Survey finds young people follow news, but without much joy – NECN ThePipaNews



Young people follow the news but are not very happy with what they see.

By and large, that’s the conclusion of a study released Wednesday showing that 79% of young Americans say they get news daily. The survey of young people ages 16 to 40 — the older ones are known as millennials and the younger Generation Z — was conducted by the Media Insight Project, a collaboration between The Associated Press-NORC Center for Public Affairs Research and the American Press Institute.

The report pokes holes in the idea that young people are not interested in news, a perception largely driven by statistics showing older audiences for television news and newspapers.

“They’re more engaged in more ways than people give them credit for,” said Michael Bolden, president and executive director of the American Press Institute.

An estimated 71% of this age group receives news daily from social media. The diet on social media is becoming more varied; Facebook doesn’t dominate like it used to. About a third or more get news every day from YouTube and Instagram, and about a quarter or more from TikTok, Snapchat and Twitter. Now 40% say they get news from Facebook daily, compared to 57% of millennials who said so in a 2015 Media Insight Project survey.

Still, 45% said they get news every day from traditional sources, such as television or radio stations, newspapers and news websites.

The survey found that about a quarter of young people say they regularly pay for at least one news product, such as print or digital newspapers or magazines, and a similar percentage have donated to at least one nonprofit news organization.

Only 32% say they enjoy following the news. That’s down significantly from seven years ago, when 53% of millennials said so. Fewer young people now say they enjoy talking to family and friends about the news.

Other findings, such as people saying they feel worse the longer they spend online or who set time limits on their consumption, point to a fatigue with the news, said Tom Rosenstiel, a professor of journalism at the University of Maryland.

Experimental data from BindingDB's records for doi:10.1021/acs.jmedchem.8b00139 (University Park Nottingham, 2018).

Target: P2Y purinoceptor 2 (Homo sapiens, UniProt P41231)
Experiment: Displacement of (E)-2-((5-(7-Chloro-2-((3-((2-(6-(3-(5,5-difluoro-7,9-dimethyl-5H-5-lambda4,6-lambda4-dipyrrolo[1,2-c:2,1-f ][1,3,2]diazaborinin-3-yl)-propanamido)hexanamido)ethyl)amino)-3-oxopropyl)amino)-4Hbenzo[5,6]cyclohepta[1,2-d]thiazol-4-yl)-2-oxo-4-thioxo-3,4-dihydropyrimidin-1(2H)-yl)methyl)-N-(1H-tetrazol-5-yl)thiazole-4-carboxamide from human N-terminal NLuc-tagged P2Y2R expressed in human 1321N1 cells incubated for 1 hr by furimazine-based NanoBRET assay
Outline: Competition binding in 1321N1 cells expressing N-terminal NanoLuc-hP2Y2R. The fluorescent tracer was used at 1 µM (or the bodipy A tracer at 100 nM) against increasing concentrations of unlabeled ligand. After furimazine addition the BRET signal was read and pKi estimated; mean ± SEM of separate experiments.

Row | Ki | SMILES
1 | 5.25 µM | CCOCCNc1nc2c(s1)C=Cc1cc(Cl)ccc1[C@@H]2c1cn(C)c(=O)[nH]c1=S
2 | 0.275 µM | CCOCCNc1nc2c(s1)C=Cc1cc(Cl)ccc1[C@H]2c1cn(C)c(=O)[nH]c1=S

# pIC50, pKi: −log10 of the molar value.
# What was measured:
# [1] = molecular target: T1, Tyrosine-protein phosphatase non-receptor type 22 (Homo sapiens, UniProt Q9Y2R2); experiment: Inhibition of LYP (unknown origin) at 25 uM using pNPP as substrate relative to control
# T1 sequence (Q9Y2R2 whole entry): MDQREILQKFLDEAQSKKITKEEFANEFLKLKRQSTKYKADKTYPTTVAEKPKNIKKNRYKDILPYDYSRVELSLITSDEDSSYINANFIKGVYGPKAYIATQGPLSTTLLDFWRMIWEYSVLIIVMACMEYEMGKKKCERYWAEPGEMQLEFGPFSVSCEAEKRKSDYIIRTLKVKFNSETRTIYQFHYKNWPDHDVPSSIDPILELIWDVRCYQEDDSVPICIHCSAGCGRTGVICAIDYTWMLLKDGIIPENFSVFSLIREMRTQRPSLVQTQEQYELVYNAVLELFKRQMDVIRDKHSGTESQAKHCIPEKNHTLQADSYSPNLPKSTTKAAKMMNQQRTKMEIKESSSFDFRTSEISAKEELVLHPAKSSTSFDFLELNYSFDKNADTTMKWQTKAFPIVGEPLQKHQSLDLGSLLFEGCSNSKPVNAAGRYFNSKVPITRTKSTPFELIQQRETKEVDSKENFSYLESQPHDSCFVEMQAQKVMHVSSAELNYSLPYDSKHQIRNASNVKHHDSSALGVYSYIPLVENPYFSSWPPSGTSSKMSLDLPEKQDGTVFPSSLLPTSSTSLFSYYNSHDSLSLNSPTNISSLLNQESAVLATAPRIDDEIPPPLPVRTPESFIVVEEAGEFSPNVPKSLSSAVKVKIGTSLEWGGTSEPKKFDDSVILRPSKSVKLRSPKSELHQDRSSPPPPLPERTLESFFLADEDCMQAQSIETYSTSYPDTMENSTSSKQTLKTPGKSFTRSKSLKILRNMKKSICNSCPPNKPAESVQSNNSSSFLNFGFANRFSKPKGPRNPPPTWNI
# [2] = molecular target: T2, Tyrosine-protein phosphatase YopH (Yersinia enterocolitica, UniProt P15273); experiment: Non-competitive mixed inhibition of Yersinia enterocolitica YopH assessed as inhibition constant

“I wasn’t surprised by that,” Bolden said. “It’s been a challenging news cycle, especially the last three years.”

About 9 in 10 young people say misinformation about issues and events is a problem, including about 6 in 10 who say it’s a big problem. Most say that they themselves have been exposed to misinformation.

When asked who they consider to be most responsible for the spread, young people pointed to social media companies and users, politicians and the media to an equal extent.

That might surprise people in the media who think they’re fighting misinformation and aren’t part of the problem, Bolden said. A significant number of people disagree.

“Whether it’s accurate or not, the people in this industry have to deal with that perception,” he said.

He suggested it’s important for news organizations to better explain what it is they do and how coverage decisions are made, along with taking a step back to clarify how government works and holding leaders accountable.

With so much misinformation being spread online, it can be hard to know what to trust. Daniel Funke, a reporter for PolitiFact, joined LX News to share some tips to avoid accidentally spreading fake news.

The number of people who say “news that mostly seems to create conflict rather than help address it” and “media that spreads conspiracy theories and unsubstantiated rumors” are a big problem exceeded the number of people who are concerned that journalists are putting too much opinion. in their stories, the survey found.

It seems to point the finger at cable news channels that fill airtime with debates on particular issues, often pitting people with extreme views. New CNN chief Chris Licht recently urged his network to cool the overheated segments.

“There are people who have grown up in this world of political food fight media, and this is the only world they know,” said Rosenstiel, who worked on the survey as Bolden’s predecessor at the Press Institute. “They may have heard their parents talk about Walter Cronkite, but they haven’t seen it.”

What topics do people aged 16 to 40 say they follow most in the news? Celebrities, music and entertainment, with 49%, and food and cooking, with 48%, top the list. At least a third follow a wide range of other issues, including health and fitness, race and social justice, the environment, health care, education, politics and sports.

The AP-NORC survey of 5,975 Americans ages 16-40 was conducted May 18-June 8, using a combined sample of interviews from NORC’s probability-based AmeriSpeak Panel, which is designed to be representative of the U.S. population, and interviews from opt- in online panels. The margin of sampling error for all respondents is plus or minus 1.7 percentage points. The AmeriSpeak panel is randomly recruited using address-based sampling methods, and respondents are later interviewed online or by telephone.


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